17 Responses to “Tactics: Wilder’s Brigade”

  1. Marc Grad Says:

    Dave, what about the 21st Ohio? I know they didn’t have horses like Wilder and the 39th Ind, but did they have any special training like the others, or did they just have better weapons?

  2. davidpowell334 Says:


    Good question, and worthy of a post…

  3. Bryn Says:

    It is perhaps easy to overstate the effect of the Spencer.

    Wilder’s AAR stresses the impact of the enfilading fire from the flanking movement and the effect of the artillery. Bate’s AAR makes no mention of the fire being particularly heavy, and he gives the reason for defeat as the superior Federal numbers were able to move round his flanks at will.

    Wilder had 2,000 odd mounted infantry and 10 guns, Bate arrived with the 1st(37th) Georgia, 20th Tennessee, the brigade sharpshooters under Caswell and a 4 gun battery, 650 men all up. Even without the repeaters being a factor the Federals have a 3:1 advantage.

    The casualties are slightly overstated. The organisations on the field lost 132 in the 3 days they occupied that ground, and probably lost ca. 120 in their assaults on Wilder after a small deductions for casualties on the 25th and 26th. The casualty ratio is thus about 3:1 in the Federal favour, and is consistant with Lanchesters Linear Law. Thus in all probability the outcome would have been identical had Wilder been armed with normal rifle-muskets.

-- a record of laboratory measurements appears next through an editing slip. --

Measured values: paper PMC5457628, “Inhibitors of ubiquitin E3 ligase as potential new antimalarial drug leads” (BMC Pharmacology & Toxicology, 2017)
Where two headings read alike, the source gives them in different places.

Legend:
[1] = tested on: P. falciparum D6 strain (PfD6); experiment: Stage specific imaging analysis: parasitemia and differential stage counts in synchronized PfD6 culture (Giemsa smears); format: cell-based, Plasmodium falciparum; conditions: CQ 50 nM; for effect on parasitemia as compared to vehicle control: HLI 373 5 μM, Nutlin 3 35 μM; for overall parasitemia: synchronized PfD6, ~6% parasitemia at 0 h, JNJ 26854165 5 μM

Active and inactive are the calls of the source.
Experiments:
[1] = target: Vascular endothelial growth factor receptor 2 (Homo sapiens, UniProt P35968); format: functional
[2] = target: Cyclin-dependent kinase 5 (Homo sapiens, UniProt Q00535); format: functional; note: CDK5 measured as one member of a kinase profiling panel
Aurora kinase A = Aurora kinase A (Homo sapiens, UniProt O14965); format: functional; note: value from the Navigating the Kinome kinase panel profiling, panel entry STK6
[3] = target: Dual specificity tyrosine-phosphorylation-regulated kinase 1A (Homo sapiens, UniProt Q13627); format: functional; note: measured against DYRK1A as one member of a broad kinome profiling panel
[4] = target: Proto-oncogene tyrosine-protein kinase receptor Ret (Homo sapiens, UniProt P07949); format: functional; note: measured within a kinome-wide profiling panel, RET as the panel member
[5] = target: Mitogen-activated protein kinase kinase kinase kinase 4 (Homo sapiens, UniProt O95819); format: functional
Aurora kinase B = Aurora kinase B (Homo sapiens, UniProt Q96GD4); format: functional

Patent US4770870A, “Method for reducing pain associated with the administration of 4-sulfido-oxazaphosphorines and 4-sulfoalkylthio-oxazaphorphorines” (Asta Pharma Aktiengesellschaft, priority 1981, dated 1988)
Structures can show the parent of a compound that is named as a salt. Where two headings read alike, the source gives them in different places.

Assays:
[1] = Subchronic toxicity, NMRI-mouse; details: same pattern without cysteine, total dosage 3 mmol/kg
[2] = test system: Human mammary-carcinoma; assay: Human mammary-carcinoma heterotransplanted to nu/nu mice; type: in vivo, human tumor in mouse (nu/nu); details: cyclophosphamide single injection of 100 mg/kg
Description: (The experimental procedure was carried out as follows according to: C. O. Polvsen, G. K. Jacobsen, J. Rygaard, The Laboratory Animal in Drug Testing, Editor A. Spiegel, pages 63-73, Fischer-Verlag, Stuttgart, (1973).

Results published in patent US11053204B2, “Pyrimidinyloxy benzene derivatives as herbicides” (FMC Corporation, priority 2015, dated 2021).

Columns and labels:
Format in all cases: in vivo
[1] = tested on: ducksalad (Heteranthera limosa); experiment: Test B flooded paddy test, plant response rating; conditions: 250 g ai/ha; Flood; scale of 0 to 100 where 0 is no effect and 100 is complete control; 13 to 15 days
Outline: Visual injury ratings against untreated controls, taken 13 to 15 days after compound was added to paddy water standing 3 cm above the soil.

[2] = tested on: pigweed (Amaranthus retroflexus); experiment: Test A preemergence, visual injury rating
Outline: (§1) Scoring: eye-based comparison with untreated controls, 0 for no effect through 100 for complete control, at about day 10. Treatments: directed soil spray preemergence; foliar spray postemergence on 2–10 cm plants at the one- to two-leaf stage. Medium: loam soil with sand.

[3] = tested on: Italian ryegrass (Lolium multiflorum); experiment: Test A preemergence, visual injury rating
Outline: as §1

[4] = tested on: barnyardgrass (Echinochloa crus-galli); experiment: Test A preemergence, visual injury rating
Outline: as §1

Wilder himself seems to have changed his mind a considerable period after the battle, in 1907 he writes that it was due to the huge volume of fire the new rifles put out, but he is writing this after the effect of smokeless powder magazine rifles have altered warfare.

  4. Megan Says:

    Can someone please explain the regiments the Wilder Brigade had? Doing a history paper and I’m really confused about this brigade unit/company.

    • Dave Powell Says:

      Wilder’s Brigade consisted of the 92nd 98th and 123rd Illinois Infantry, the 17th and 72nd Indiana Infantry, and the 18th Indiana Battery.

  5. Megan Says:

    Thank you Dave! I appreciate it and I have one last question for anyone really. What books would you suggest to further understand this brigade? I’m already attempting to use the Official Records in the War of the Rebellion. Anything else? Thanks again!